In the Note Editor at the bottom right of the Ableton screen, scroll down until you can see C1 next to the Piano Roll (the black and white buttons). The first note in the song is a C#, so click the black button above C1 in the Piano Roll (highlighted with a red rectangle at the bottom of the picture below) and notice which pad turns green on your Launchpad. This is the first note in the song, labeled C#1 in Ableton, but it's in the bottom row of pads on the Launchpad, which means that we can't play any notes lower than this one on the Launchpad:




Tap the "down arrow" button on your Launchpad (highlighted with a red rectangle in the picture below), then click the C#1 button in Ableton and notice that the green pad has moved up so that you can play notes on the Launchpad below C#1. The picture shows the pads that you'll need to tap in order to play the full bass riff. Tap the pad labeled "1" three times to the beat of the song, then the pad labeled "2," then "1" three times, then "2," then repeat the riff with pads "3" and "4," then repeat with pads "5" and "1," then start the whole riff over again. By listening to the bass guitar at the beginning of the song and tapping these pads, you should be able to play along with the song:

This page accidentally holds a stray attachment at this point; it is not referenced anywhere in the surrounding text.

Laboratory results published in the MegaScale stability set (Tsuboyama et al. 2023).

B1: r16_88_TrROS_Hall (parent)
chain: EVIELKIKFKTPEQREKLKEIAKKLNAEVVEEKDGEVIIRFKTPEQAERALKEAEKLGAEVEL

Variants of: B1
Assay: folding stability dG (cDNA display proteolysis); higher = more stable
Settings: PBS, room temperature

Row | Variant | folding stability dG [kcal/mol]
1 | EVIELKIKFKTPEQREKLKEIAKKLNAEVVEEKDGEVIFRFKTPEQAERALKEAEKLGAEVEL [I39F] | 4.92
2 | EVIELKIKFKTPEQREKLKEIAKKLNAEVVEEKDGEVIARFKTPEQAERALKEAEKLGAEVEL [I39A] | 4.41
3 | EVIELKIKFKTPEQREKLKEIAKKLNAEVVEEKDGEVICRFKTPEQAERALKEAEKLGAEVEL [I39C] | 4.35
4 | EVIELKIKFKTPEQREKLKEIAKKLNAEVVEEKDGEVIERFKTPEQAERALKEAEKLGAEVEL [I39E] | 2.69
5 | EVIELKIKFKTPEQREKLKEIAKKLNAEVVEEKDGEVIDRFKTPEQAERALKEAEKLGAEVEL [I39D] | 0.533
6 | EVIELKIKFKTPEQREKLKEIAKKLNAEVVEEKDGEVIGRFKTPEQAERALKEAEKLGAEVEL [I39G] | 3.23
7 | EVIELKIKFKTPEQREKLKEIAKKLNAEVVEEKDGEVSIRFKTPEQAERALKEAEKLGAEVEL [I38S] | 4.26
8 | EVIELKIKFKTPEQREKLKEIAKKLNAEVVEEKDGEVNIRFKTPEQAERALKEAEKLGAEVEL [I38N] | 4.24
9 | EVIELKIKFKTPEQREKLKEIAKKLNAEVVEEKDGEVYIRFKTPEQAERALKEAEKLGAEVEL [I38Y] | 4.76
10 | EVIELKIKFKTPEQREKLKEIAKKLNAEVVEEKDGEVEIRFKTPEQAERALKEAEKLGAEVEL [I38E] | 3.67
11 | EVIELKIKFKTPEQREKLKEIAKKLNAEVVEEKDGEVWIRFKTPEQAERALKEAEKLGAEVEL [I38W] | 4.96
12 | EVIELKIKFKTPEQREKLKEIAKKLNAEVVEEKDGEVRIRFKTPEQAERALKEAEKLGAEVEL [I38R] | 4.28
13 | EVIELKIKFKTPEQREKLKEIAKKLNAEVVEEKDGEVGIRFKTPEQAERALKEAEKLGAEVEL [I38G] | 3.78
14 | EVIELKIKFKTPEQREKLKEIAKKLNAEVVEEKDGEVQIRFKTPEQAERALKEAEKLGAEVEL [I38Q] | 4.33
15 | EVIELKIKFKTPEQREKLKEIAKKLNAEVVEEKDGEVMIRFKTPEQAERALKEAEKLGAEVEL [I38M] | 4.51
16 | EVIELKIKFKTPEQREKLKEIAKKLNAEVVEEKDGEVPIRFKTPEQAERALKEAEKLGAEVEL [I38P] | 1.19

Now let's record the first part of the bass riff, using only the pads labeled "1" and "2" in the above picture. This part of the bass riff is 2 bars long, so click the "1 Bar" button (highlighted with a red rectangle at the top left in the picture of Ableton above) and change it to 2 bars. Also click the Length value (highlighted with a red rectangle at the bottom left in the picture of Ableton above) and change it to 2 and press Enter. Now we can create 2 bars of music (because of the Length value), and this clip will loop for the full 2 bars before another clip is allowed to begin (because we changed "1 Bar" to "2 Bars"). Also turn on the click track, which is highlighted with a red rectangle at the top left in the picture of Ableton above, next to the "1 Bar" button.